Updated Jun 11, 2022 - Politics & Policy

How to help stressed teachers

Illustration of a chalkboard in the shape of a battery with low power

Illustration: Sarah Grillo/Axios

My sister, a special education teacher in central Wisconsin, says it's never been harder, more stressful, more dangerous or more thankless to be a teacher. 

  • She describes vividly what we all see unfolding online: a rise in depression, cursing, fighting, disrespect, disruption, violence and disengaged parents. "In 25 years, I’ve never seen it this bad," she says. 

The stakes: We’re staring down a severe staffing shortage in schools. Escalating burnout and stagnant wages are driving seasoned teachers out of classrooms, and fewer and fewer college kids want to become teachers.

Why it matters: All of us are the beneficiaries of some great teachers, so we wanted to toss around some ideas to make them feel appreciated for wrangling and molding us, our kids and our friends.

  1. Say thank you. Teachers tell us they rarely receive a simple thanks from parents and community members. Tell the teachers in your life you appreciate them, and post on social media to spread the message in your network.
  2. Make calls and write letters. Pick up the phone and thank the teachers who changed your life. If you don't have their numbers, look for them on social media and reach out there. And write notes and cards to the teachers at your local public schools.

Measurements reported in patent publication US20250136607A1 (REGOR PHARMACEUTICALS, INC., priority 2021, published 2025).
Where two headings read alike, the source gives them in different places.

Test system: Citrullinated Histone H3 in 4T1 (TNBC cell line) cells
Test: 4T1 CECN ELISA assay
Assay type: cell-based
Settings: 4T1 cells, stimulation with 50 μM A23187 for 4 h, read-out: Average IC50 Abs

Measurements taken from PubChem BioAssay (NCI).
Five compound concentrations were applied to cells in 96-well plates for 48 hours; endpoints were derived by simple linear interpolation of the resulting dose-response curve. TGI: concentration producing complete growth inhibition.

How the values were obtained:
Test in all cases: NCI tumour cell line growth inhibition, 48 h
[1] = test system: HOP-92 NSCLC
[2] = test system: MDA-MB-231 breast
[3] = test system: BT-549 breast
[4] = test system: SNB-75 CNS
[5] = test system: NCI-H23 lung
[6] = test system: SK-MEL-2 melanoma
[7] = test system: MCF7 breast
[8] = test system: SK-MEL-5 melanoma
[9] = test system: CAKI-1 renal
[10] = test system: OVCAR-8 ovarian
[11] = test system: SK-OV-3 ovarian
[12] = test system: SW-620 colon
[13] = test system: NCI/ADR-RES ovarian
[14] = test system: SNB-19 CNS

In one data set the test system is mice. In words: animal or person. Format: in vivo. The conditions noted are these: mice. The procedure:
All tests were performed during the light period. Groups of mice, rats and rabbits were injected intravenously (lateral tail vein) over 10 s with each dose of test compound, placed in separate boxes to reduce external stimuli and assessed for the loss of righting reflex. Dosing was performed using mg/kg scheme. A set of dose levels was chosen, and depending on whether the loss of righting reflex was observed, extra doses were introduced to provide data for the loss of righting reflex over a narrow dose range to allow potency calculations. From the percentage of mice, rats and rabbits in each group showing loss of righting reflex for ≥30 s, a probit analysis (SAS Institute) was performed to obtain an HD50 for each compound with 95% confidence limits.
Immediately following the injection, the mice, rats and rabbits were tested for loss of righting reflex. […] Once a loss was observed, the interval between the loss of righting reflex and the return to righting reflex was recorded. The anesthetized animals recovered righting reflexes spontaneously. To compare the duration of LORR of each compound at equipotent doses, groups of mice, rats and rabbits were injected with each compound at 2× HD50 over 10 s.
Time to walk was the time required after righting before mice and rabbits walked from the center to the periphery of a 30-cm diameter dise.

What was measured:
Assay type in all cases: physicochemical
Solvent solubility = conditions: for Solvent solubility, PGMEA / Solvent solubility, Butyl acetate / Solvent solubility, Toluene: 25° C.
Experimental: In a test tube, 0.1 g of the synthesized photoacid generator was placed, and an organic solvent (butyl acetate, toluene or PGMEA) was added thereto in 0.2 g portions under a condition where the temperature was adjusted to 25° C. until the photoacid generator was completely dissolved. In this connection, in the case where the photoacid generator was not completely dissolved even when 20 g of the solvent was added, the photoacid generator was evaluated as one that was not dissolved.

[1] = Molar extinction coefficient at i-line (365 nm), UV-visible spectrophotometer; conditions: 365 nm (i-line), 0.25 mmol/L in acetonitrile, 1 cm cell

3. Volunteer. If you have the time, step up to volunteer in classrooms, in the library or in the cafeteria — and try to give our teachers and school staff a long-overdue break.
  4. Give them gift cards for school supplies and a stash of healthy snacks — they are among the few people outside the home who know a kid is hungry.
  5. Be kind. When you’re emailing your child’s teacher, remember that they’re barraged with demands and complaints. Be cheerful, appreciative and efficient: They may well be answering you on their own time.
  6. Bring doughnuts. It may sound frivolous, but it's not. Show up with goodies or coffee to your kids' school. Little gestures like this don't fix the situation, but they sure make it more tolerable, says Brooke Olsen-Farrell, superintendent of the Slate Valley Unified School District in Vermont.
  7. Empathize. Dial back the political attacks on teachers. They, like all of us, are simply trying to do what's best for our kids. Usually your issues are with the PTA or the union anyway.

The bottom line: Recognize the crazy stress teachers face. They joined a once admired, albeit modestly paid, profession — and now are vulnerable to physical attack while being pelted with political grievances.

  • A memorable tweet after the Uvalde shooting said simply: A hero is every teacher going to work today.

Editor's note: This story was originally published on June 8.

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